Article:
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Art Exhibit: "Jobs from A to Z"

Art Exhibit: "Jobs from A to Z" In-Person

The exhibit is a collaborative effort between artist photographer Bill Franz and his father-in-law, Wally Willaman, age 101, that mingles photography and digital art together to form engaging pieces representing 26 different jobs, each one beginning with a letter of the alphabet.  Franz describes how "Jobs from A to Z" came about.

My father-in-law's memory has been gradually fading, which makes our visits together more difficult. I decided to ask my father-in-law to help me with an art series called Jobs from A to Z. We'd avoid discussions of the past by working together on a project in the present.

Each of the 26 pieces starts with my photo of a worker. Next I blend in 5 to 10 other photos to make a rough draft of a digital collage. Then I review the rough draft with Wally before adjusting colors and adding my own marks to make the finished piece.

When I asked Wally for comments on the rough draft of the first piece (A is for Accordionist) he was hesitant, but eventually he started to enjoy the project. We discussed which colors were good together and which colors we didn't like. We talked about whether the letter F should be for a Farmer or a Fire Eater or a Florist. Sometimes I'd prepare two different rough drafts and we'd put a box of donuts on a table in the hall. As the nursing home residents and staff came by we'd ask them to vote on which rough draft was best. We had fun every time we got together.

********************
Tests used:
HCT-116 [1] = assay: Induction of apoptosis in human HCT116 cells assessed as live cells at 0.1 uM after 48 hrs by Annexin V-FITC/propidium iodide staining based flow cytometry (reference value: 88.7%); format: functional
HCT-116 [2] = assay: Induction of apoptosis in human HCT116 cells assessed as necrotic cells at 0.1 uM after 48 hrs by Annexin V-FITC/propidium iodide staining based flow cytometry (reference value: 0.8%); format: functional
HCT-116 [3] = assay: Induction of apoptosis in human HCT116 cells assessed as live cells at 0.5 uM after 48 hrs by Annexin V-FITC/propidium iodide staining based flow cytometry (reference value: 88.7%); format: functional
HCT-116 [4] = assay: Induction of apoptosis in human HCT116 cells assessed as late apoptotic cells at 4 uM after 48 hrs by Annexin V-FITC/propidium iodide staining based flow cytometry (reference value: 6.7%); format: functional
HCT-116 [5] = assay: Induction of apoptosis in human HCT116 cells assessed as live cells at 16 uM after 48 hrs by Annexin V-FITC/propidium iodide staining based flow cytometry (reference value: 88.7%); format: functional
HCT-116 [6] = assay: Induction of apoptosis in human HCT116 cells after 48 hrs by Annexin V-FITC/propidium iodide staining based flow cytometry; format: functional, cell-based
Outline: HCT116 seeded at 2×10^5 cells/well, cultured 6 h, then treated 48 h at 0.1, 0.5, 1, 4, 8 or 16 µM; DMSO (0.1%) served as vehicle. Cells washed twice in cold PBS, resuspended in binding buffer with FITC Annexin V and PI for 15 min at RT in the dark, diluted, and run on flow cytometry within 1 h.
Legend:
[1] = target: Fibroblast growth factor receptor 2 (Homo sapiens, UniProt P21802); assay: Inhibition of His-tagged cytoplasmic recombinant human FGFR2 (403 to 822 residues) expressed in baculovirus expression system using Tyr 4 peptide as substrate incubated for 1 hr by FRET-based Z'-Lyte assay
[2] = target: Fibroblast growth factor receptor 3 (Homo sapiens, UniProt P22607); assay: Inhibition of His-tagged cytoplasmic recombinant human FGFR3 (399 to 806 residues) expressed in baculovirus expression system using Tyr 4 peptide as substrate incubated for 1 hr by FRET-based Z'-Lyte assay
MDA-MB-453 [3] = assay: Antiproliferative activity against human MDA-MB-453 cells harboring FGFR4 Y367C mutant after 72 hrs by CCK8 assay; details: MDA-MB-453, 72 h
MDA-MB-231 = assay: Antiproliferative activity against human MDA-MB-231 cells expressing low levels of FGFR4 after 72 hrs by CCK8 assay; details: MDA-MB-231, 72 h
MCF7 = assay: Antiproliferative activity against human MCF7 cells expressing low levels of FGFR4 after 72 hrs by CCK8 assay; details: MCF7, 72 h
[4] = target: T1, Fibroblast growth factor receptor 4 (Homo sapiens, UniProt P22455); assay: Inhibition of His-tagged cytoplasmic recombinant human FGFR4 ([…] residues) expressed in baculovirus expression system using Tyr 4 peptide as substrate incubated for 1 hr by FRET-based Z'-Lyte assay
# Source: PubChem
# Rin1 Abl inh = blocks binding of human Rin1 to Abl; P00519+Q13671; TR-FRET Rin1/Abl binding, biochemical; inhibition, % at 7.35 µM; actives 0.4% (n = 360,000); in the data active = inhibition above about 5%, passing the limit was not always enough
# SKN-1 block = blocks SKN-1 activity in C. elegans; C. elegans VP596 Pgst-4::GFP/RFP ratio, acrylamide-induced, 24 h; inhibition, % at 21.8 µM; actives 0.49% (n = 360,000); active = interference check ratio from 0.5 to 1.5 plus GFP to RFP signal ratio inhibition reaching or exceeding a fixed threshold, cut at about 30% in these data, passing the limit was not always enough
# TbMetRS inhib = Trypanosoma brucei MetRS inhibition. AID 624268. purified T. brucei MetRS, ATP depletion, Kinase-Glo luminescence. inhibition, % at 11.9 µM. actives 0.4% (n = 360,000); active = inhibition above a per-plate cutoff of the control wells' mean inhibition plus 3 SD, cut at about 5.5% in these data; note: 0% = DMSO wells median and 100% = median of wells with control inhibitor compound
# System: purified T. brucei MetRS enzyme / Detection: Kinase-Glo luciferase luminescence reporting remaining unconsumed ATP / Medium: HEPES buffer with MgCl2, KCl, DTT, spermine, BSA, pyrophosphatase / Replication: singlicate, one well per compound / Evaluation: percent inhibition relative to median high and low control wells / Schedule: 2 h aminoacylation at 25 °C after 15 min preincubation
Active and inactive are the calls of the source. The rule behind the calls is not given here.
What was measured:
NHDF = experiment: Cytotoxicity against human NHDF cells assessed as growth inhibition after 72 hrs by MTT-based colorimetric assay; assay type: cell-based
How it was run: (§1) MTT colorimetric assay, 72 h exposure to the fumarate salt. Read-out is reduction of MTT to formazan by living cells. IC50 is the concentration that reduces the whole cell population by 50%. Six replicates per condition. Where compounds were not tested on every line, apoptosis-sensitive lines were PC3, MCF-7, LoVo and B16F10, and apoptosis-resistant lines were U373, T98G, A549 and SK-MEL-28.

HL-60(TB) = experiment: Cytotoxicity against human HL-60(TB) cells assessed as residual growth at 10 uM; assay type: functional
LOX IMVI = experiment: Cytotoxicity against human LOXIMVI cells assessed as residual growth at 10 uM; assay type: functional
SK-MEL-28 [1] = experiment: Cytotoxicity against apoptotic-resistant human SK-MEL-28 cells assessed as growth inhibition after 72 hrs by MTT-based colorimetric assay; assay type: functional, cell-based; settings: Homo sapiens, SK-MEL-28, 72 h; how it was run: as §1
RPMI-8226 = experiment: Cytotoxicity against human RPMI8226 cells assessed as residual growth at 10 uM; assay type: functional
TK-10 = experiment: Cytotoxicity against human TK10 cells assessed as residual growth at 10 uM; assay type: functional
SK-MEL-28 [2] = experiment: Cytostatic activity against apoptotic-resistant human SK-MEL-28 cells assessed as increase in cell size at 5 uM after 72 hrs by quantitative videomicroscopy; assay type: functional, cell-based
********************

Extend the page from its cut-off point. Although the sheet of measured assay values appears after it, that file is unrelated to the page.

Working with Wally lead me to make better art. Many of his ideas couldn't be implemented because he doesn't understand the limitations of the technology and of my own abilities. I couldn't, for example, put a bigger smile on a person or change his arm position. But some of Wally's ideas were great and have been incorporated into the final pieces.

But the biggest benefit of working with Wally wasn't his ideas, it was two parts of the process itself. First, I found that talking about a rough draft with Wally helped me decide how to proceed. Second, Wally liked to review all of the finished pieces in our notebook every time we got together. That constant review of "finished" work was something I'd never done before, and it lead me to make numerous small improvements.

After six months of working together we finished the series with "Z is for Zookeeper." The 26 pieces, each signed by Wally and by me, were shown at the Dayton Metro Library last fall. This March they will be shown in a gallery at the University of Michigan Hospital.

When I told Wally that the galleries wanted me to write something about how we worked together on this project. He said "Tell them that even when people are my age you can still squeeze some work out of them."  I hope people have as much fun viewing our art we did making it.

Information about Franz and his work can be found by visiting billfranz.smugmug.com

Saturday, July 20, 2024 Show more dates
All Day Event
Time Zone:
Eastern Time - US & Canada (change)
Library Lobby
Woodbourne Library
  All Ages     Seniors  


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